What the pandemic has taught us about sweet TnT
What has the pandemic forced us to do?
The answer to that is: STAY AT HOME.
Over the past year, we have spent a considerable amount of time in our homes and in our country. While some of us may have lived in Trinidad and Tobago for most of our lives and even travelled to other countries, we may have not truly seen the vast beauty of both islands. It’s safe to say that we are in fact tourists in our homeland and the pandemic has proved that not being able to travel has encouraged us Trinbagonians to explore our native land and by extension, our native selves. From the Caroni Swamp to the Bamboo Cathedral, we have found ourselves exploring and searching deeper within our land. We have had the opportunity to have dinner while looking at the sunset on a swamp, being graced by the presence of our protected National Bird. Where snakes are moving quietly in the mangroves surrounding us and the crabs are listening to our laughter! Where can you say that you’ve heard that happen before?
We have returned to the joy that comes from watching our children play in the Eddie Hart Grounds and Queen’s Park Savannah while enjoying some BBQ, Empanadas and coconut water. We sit there and wonder “I ain’t realized that Johnson got so tall over the pandemic boy” and we look to the dusty skies and give thanks that we are safely on our island. We have had small gatherings to enjoy a movie and Sunday Lunch at the tables with our parents and children. We started to return to ourselves.
Oftentimes we seem to find joy outside of the place that we like to call our own, only when we want to speak of the Trinidad and Tobago Carnival. Trinbagonians can go on and on about the festival, the fete, the food and drinks but sometimes falter when they must speak on the “lay of the land” or what makes them a true Trinbagonian. During the pandemic, we were stuck behind screens for a while and had to stay put. We started to return to what Trinidad and Tobago are calling us to be; ourselves. We have made our own doubles in our homes, regardless of race or ethnic background and have delved into the art of the “suck-ah-bag” when there is no milk lolly to purchase, we made kites, mango bread, built a fireside and watched the days pass as we settled into our restless island.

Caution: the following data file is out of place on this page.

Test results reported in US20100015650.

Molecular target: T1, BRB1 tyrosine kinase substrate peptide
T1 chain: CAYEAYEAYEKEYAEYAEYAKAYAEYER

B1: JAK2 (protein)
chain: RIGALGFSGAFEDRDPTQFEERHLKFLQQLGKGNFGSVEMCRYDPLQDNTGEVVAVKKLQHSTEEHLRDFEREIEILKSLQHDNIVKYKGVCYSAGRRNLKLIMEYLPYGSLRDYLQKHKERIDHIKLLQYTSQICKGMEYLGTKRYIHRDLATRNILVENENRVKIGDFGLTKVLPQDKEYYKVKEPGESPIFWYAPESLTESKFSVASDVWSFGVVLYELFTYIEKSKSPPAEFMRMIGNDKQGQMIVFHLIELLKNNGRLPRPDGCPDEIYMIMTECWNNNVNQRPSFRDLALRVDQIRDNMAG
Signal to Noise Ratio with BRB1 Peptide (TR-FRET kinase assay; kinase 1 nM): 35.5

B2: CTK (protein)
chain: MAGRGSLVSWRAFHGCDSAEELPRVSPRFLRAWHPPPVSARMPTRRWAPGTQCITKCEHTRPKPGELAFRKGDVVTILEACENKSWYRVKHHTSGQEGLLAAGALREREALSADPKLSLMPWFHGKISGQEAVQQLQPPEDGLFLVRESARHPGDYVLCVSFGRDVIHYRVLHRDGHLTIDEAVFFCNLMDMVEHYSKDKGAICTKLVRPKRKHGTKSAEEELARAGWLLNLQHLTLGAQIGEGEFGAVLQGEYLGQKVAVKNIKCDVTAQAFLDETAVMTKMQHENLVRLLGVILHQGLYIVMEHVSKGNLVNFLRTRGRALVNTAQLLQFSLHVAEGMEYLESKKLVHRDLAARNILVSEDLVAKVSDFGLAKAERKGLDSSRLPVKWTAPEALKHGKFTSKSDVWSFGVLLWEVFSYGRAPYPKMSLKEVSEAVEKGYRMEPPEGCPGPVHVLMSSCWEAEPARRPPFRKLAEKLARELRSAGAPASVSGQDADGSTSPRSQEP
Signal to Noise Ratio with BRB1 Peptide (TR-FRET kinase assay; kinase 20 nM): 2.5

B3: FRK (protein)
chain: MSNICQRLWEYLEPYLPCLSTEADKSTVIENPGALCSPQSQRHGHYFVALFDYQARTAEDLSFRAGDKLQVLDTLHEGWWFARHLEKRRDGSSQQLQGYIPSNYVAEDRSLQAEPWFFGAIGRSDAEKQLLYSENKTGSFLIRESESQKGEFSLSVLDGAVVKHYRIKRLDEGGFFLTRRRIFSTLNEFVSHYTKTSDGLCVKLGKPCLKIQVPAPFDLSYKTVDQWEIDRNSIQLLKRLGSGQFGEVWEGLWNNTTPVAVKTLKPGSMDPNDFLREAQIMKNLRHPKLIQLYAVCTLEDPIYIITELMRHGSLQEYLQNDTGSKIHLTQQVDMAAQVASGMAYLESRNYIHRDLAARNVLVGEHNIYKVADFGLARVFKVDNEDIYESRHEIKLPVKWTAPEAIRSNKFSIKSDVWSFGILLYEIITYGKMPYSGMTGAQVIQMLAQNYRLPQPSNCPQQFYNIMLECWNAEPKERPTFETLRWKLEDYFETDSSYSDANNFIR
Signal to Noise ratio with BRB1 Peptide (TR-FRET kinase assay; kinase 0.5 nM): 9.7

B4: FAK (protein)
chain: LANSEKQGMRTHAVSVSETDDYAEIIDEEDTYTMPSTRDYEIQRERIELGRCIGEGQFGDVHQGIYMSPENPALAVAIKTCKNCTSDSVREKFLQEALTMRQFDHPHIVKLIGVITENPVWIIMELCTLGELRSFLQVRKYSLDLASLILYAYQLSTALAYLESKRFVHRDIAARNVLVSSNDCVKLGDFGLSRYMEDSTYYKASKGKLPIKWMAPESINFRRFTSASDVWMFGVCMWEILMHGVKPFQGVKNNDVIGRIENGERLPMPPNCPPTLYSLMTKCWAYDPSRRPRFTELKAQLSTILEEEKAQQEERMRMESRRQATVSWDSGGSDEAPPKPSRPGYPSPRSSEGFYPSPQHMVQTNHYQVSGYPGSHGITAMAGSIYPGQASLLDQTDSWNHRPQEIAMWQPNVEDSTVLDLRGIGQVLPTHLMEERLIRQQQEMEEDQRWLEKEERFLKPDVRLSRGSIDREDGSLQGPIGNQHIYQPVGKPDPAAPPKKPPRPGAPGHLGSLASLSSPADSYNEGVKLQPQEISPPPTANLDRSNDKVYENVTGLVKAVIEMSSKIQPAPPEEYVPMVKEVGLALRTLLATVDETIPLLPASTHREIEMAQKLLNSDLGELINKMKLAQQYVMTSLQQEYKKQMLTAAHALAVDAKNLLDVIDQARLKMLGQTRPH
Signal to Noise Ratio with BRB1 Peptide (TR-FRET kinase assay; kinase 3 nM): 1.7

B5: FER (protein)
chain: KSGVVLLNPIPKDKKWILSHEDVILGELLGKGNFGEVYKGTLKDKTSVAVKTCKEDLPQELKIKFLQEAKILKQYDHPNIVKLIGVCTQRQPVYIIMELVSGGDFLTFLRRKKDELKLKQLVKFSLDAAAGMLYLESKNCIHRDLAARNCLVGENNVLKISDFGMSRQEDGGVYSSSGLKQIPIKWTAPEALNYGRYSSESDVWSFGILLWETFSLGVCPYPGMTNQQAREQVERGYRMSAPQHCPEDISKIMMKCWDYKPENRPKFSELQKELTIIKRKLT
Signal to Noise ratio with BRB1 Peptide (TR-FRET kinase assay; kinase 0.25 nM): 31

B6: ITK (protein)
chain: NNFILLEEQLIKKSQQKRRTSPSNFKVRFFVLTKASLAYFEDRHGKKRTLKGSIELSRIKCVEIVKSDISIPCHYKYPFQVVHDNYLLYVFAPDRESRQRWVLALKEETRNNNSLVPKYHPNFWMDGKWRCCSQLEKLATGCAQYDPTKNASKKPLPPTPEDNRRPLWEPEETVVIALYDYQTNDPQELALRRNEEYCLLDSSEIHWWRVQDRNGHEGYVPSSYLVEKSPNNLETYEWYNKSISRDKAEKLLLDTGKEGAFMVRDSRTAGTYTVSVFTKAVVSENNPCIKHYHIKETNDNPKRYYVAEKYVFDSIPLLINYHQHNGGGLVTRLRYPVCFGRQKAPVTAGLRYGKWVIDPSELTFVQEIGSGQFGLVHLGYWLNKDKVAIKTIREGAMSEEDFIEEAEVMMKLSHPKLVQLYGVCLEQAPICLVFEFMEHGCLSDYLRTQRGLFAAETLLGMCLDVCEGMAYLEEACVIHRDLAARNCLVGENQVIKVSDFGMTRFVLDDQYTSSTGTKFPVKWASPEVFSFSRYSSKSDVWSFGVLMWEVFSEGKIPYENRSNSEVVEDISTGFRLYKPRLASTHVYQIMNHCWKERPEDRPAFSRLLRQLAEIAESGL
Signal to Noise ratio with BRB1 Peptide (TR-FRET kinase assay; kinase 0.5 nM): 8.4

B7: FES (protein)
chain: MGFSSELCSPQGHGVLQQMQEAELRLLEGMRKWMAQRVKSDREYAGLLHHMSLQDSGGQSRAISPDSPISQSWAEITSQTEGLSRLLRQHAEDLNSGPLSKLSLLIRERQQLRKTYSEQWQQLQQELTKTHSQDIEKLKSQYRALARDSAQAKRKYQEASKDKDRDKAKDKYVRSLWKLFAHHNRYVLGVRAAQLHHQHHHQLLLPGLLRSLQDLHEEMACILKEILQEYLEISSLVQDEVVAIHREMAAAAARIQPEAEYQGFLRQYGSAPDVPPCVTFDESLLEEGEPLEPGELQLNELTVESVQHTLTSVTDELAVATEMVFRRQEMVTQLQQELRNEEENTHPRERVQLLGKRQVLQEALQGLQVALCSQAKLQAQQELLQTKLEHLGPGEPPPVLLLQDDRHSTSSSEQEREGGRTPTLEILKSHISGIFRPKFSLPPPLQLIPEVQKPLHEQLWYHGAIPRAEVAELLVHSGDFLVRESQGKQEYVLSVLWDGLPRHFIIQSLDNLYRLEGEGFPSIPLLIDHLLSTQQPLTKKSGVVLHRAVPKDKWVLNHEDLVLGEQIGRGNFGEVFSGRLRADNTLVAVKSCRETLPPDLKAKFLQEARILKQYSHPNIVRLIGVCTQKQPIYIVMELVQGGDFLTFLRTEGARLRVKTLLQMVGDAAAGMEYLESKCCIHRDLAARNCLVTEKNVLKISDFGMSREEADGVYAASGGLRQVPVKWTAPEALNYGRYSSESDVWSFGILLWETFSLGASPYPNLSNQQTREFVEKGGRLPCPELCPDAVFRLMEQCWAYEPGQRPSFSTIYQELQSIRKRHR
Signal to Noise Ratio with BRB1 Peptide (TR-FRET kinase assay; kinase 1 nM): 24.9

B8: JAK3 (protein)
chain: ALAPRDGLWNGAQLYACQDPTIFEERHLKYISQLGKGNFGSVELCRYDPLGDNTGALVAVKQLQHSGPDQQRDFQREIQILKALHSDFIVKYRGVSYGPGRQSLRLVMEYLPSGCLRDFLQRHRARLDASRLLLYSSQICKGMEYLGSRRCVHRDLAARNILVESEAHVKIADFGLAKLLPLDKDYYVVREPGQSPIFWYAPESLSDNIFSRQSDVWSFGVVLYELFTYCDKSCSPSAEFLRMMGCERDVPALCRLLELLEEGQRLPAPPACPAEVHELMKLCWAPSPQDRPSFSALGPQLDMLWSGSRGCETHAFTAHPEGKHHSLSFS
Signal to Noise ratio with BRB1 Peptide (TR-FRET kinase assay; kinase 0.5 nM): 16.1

Have you ever been to another country and heard the sound of a distant steelpan and you’re ready to let go of your hair and chip down the street? How comforting is it that we can stand in a line outside the grocery, the mask irritating us, the sun blazing and hear a steelpan and remember that time we jumped up in a J’ouvert with our cousins? At this moment, we begin to think to ourselves that we have been passing this pan man for six years, dropping small pennies in his suitcase and we’ve never felt this sentiment. Not once. We then begin to wonder why.
When you consider it for while longer, you start to realize that ‘touristing’ is not only visiting
places, sightseeing, taking pictures and leaving, but it’s finding parts of ourselves that resonates with a physical space. This is what the pandemic has taught us; that we try to travel to Bali and California to search for our hearts and heal our spirits but, it all must happen right here, in our home. Where else are we to turn than to our root? Where else can we turn to heal but our Motherland?
Essentially, the pandemic has helped us to realize that we must know more about our physical space and find joy there, thereby, finding the joy and the light that we are looking for in ourselves. It has allowed us the time to make foods that only our Grand-Tanti Joan had the recipe for, like Paime (Pay-mee) and Coconut bake. We have realized how much we have forgotten about ourselves but are searching to remember. It has shown us that the story of the man on the street, knocking a beer bottle and singing about where Audrey got her sugar, is no different to our story. How we raise our arms in the air as though we want to hug the entire ether with our souls. Though packaged differently, we are Trinbago at heart and we know not how to be anything aside from ourselves.
The pandemic has taught us that we are sweet T ‘n’ T and T’n’T is we. It has confirmed that we are a tourist in our own homeland, searching deeply, to gather ourselves.